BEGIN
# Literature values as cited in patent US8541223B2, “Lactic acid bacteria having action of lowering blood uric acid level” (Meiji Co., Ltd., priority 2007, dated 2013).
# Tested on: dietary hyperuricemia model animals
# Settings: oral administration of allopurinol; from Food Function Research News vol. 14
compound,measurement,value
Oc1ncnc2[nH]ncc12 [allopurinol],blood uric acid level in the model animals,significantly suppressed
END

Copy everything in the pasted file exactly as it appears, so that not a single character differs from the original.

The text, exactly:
# Literature values as cited in patent US8541223B2, “Lactic acid bacteria having action of lowering blood uric acid level” (Meiji Co., Ltd., priority 2007, dated 2013).
# Tested on: dietary hyperuricemia model animals
# Settings: oral administration of allopurinol; from Food Function Research News vol. 14
compound,measurement,value
Oc1ncnc2[nH]ncc12 [allopurinol],blood uric acid level in the model animals,significantly suppressed